Brokering the post-Cotonou Agreement between the European Union and the Organisation of African, Caribbean and Pacific States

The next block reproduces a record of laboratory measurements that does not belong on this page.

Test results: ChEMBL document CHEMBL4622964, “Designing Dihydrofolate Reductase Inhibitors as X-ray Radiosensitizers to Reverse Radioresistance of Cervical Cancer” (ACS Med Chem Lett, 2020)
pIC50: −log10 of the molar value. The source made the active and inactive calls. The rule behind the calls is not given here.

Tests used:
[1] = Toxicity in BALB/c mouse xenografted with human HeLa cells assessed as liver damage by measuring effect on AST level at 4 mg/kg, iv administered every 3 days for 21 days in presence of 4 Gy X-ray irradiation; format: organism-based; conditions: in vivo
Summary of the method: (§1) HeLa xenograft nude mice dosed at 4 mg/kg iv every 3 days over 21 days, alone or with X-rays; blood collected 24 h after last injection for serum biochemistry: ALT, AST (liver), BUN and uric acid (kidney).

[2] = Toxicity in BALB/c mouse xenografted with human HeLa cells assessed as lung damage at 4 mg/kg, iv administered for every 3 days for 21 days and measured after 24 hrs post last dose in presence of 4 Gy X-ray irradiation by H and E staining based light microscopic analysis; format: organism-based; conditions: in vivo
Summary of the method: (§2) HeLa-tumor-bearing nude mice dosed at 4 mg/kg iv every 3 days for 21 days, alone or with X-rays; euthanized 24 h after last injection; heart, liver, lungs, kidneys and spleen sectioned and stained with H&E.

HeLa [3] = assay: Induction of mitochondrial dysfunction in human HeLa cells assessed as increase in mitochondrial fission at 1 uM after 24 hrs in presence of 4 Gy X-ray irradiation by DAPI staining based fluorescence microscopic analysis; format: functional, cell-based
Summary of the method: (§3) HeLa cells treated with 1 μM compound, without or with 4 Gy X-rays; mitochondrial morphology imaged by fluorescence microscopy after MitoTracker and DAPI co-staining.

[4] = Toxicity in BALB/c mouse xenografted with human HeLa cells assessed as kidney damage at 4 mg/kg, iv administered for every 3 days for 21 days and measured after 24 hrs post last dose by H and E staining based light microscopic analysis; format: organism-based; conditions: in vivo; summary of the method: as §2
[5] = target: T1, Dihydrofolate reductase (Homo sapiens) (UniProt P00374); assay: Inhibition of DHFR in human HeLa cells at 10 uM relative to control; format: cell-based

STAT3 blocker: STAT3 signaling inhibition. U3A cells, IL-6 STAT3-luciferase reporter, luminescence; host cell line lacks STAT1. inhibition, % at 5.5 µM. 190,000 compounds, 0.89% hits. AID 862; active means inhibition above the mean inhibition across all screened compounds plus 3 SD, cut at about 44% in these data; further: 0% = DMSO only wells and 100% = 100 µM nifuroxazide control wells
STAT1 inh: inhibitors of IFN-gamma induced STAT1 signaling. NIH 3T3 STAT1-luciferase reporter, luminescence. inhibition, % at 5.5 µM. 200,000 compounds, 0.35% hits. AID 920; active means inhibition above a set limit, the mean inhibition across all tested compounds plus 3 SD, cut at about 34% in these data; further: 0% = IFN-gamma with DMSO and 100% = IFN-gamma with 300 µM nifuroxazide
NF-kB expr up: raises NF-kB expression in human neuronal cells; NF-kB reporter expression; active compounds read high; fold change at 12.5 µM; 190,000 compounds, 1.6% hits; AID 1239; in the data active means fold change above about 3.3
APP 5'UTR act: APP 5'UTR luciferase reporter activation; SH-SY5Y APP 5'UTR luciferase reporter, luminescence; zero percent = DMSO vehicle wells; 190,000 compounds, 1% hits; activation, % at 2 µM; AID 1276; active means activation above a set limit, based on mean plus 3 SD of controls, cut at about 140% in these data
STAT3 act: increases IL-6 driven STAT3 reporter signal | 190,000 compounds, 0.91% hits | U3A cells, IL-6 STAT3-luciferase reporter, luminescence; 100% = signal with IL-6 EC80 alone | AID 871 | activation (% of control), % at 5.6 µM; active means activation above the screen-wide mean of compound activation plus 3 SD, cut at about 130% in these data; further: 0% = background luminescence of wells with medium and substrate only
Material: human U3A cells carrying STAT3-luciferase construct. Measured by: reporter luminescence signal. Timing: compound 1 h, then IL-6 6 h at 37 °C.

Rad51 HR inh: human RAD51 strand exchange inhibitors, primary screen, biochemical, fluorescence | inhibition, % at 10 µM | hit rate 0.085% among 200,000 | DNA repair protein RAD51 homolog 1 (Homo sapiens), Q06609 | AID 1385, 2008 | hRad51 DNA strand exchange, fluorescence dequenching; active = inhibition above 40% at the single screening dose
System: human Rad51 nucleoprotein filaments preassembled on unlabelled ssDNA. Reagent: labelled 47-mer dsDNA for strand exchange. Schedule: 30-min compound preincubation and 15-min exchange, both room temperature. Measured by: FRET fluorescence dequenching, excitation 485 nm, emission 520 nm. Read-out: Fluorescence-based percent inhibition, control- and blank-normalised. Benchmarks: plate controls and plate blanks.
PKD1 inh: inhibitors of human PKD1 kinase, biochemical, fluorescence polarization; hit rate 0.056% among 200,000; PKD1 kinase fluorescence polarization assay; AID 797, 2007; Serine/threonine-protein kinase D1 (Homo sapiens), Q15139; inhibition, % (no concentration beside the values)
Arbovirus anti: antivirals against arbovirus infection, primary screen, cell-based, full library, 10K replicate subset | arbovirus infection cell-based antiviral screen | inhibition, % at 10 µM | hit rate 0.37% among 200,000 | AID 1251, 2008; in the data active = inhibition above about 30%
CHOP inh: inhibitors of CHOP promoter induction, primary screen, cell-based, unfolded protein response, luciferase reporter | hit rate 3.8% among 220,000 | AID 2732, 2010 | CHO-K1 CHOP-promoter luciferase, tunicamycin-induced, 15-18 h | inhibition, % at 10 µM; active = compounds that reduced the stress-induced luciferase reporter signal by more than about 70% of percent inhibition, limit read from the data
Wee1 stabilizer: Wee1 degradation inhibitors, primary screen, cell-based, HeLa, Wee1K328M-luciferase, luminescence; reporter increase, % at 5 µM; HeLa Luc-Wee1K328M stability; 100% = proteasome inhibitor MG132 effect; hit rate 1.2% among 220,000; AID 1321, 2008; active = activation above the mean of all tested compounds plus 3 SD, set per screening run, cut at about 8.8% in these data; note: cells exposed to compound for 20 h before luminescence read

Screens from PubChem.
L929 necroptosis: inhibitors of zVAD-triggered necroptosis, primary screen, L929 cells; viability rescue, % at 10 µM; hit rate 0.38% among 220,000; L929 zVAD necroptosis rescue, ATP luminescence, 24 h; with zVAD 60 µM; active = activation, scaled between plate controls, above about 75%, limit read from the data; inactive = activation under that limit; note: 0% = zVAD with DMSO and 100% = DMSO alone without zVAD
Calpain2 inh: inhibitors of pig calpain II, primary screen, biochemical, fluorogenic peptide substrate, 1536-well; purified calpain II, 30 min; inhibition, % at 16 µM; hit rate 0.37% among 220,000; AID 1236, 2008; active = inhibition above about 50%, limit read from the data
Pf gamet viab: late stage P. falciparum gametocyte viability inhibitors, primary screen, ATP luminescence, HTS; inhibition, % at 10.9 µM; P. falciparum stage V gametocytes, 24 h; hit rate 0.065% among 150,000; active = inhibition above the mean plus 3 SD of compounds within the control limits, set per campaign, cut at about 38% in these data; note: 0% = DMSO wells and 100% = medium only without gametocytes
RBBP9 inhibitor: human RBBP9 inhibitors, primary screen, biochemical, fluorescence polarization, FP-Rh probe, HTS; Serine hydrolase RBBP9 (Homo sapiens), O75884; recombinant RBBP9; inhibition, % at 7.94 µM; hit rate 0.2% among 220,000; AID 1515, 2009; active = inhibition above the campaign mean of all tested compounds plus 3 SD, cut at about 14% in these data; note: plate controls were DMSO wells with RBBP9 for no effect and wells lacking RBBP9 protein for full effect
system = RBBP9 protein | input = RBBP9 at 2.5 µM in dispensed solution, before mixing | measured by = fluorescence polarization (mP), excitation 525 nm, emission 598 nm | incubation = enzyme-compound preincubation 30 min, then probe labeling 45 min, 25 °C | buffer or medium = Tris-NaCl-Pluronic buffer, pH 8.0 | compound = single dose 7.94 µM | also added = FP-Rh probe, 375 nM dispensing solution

The Cotonou Agreement is the treaty governing relations between the European Union (EU) and the Organisation of African, Caribbean and Pacific States (OACPS) since June 2000. It encompasses numerous policy areas—including development, trade, migration and mobility, peace and security, democracy and human rights, environment and climate change—affecting the lives of more than a billion people. Renewal was being impeded by conflicting preferences, with some EU Member States and the African Union in favour of dismantling the partnership. Professor Carbone was invited to serve as a Policy Advisor to the EU Taskforce on the Post-Cotonou Agreement. His research contributed to a proposed legal framework which introduced the idea of three separate regional pillars, allowing for the targeting of specific policy actions to different countries in Africa, the Caribbean and the Pacific regions. This innovative approach was incorporated into the proposal for the EU’s negotiating directives adopted by the European Commission in December 2017 and then by the EU Council in June 2018. Carbone’s research and advice then supported the EU negotiating directives and informed discussions within the OACPS on the structure of the new Agreement. On 3 December 2020, the chief negotiators from the EU and OACPS reached a political deal on the text for a new EU-OACPS Agreement that will succeed the Cotonou Agreement, which they initialled on 15 April 2021.